The automotive industry has also made huge strides with regards to connectivity and IoT adoption, from automation that enables manufacturing efficiencies to consumer facing technologies. Some of these options may seem novel today, but it is already easy to imagine a world in which the work is left to the vehicle, from exiting a parking or personal garage, to automatically notifying the restaurant that youve arrived to pick up your carry-out to identifying through device life cycle management software that you actually need a new part, and arent just scheduled for one. The increase of personal efficiencies, if able to eliminate many of the mundane tasks of life, has proved to have profound effects on the lives of those with access and subsequently societies.

For consumers, the landscape is equally vast with applications. From wearables to refrigerators, there is nothing in our lives today that cant be connected, and much of it is. While the convenience of knowing Ive milk and eggs cannot be overrated, it is more likely that the greatest impact of IoT upon our population will be in education and health, where the barriers to entry are greatest.

With a global perspective on educating our population, distance learning and Internet accessibility are closely tied together. Our ability to educate students of all ages, across borders, and without bias to income, is also of increasing importance as our population grows. As the cost of hardware continues to plummet and the availability of free educational software and programs continue to increase, the long pole of access will remain. As it is addressed however, entire populations will be able to educate themselves through the Internet, without the additional costs of brick and mortar classrooms, traditional textbooks, or even teachers. Software that can adapt and customize to a students challenges and struggles already exists and the gamification of education through connected devices is already obvious in the first world. That technology has only scratched the surface in education, a slow moving industry with deeply entrenched interests. And as profound effect on culture as is the reduction of mundane tasks on a population, access to education without barrier could be our greatest global achievement.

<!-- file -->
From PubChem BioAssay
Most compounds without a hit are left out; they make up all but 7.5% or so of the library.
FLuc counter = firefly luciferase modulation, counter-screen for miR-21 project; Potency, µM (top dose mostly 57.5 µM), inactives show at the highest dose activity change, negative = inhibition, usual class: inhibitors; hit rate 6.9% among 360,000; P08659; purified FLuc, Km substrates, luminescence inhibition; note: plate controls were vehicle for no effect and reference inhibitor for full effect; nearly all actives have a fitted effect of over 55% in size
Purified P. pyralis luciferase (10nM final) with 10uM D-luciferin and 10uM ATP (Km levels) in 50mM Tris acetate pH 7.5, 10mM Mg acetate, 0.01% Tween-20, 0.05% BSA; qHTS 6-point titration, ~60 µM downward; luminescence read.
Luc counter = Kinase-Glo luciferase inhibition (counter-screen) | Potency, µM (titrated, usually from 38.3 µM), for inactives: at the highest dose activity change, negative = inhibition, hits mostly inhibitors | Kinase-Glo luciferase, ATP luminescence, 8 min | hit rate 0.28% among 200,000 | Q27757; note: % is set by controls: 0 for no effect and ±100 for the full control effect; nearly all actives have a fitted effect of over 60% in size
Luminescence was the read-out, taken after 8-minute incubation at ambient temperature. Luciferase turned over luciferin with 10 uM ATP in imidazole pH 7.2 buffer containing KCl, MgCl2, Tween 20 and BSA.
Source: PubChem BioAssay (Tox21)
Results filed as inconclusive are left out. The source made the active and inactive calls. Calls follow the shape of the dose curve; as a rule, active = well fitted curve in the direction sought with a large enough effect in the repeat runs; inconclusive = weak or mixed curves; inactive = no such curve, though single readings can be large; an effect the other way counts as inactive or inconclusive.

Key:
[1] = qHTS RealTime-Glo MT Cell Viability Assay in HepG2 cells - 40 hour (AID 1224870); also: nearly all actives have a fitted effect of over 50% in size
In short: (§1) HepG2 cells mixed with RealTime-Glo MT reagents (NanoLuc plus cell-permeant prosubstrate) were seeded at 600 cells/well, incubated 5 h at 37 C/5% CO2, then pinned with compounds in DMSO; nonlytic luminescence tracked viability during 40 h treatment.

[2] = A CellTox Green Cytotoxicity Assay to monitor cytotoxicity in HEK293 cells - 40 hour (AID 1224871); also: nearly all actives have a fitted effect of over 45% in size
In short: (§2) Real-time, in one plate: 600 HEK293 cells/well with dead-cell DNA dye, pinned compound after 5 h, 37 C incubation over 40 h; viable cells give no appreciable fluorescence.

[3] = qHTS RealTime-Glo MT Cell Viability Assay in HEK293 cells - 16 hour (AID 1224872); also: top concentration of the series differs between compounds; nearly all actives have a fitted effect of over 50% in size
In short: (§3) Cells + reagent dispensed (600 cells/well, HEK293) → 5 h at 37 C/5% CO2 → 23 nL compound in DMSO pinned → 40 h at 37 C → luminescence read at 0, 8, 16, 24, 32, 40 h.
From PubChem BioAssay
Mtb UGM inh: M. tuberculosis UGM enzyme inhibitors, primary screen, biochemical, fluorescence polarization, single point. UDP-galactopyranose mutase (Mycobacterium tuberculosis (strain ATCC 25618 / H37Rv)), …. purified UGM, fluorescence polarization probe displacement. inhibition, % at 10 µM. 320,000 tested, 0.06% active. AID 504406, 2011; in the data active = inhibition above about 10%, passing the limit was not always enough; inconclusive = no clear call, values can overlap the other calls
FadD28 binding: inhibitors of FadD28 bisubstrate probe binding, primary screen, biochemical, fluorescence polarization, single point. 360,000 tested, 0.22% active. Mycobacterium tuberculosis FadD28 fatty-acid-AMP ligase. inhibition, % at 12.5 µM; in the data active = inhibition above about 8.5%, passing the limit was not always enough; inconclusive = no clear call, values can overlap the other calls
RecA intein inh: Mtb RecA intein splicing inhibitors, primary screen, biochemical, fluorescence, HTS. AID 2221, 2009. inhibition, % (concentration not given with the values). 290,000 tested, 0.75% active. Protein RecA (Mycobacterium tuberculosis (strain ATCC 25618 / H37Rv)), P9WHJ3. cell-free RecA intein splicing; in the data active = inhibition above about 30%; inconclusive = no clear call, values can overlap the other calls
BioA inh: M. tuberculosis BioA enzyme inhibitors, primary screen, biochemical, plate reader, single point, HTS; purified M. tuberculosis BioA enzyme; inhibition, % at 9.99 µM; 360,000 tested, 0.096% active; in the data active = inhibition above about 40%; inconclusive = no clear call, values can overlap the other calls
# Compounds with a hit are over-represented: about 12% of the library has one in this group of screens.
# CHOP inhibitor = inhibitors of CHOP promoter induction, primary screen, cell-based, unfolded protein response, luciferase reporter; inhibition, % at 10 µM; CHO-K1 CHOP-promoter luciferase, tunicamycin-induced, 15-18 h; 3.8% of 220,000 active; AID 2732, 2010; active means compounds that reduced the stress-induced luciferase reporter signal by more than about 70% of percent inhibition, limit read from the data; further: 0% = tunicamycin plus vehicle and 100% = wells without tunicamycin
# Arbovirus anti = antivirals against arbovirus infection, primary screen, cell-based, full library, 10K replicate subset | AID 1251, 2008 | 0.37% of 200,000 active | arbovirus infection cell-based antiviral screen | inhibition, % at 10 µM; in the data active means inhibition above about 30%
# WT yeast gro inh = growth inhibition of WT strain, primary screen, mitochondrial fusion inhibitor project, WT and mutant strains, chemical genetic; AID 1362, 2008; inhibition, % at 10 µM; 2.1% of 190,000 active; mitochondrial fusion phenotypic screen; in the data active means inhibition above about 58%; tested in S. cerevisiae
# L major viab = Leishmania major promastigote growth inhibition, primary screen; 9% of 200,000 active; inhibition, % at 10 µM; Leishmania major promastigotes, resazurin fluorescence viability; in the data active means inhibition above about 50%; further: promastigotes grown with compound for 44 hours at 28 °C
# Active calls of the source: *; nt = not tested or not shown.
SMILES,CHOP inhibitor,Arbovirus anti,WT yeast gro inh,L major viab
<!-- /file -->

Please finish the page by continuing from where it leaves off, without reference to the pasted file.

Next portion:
mHealthHealthcare has similar barriers to education from a global perspective. First world countries are already constantly monitoring more data than is used consistently today. With new connected wireless devices coming to market every day, from heart monitors in wristbands, to blood pressure cuffs that report to a provider, there is no limit to the customization of health care when accessibility is a given. The capability of remote diagnostics and prescriptives in under-addressed communities is the greater opportunity for IoT to positively impact lives. Hand-in-hand with health care education, IoT can be used as a tool to increase quality of life from infancy through death.

As we manage the tremendous impact of IoT and shift to our brave, new, world of connectivity, well have as many logistical and ethical questions to answer as during the Industrial Revolution. Well necessarily become more aware of the data and information we allow companies to obtain, retain, and transfer and determine what is acceptable as a society. And as challenging as it will inevitably be, the IoT has the capacity, if we architect our systems correctly now, to act as a great equalizer, enabling businesses and people globally, to access information and services previously accessible by a very limited portion of our population. The IoT presents a tremendous opportunity to provide more and better everything to more people than ever before, should we so choose.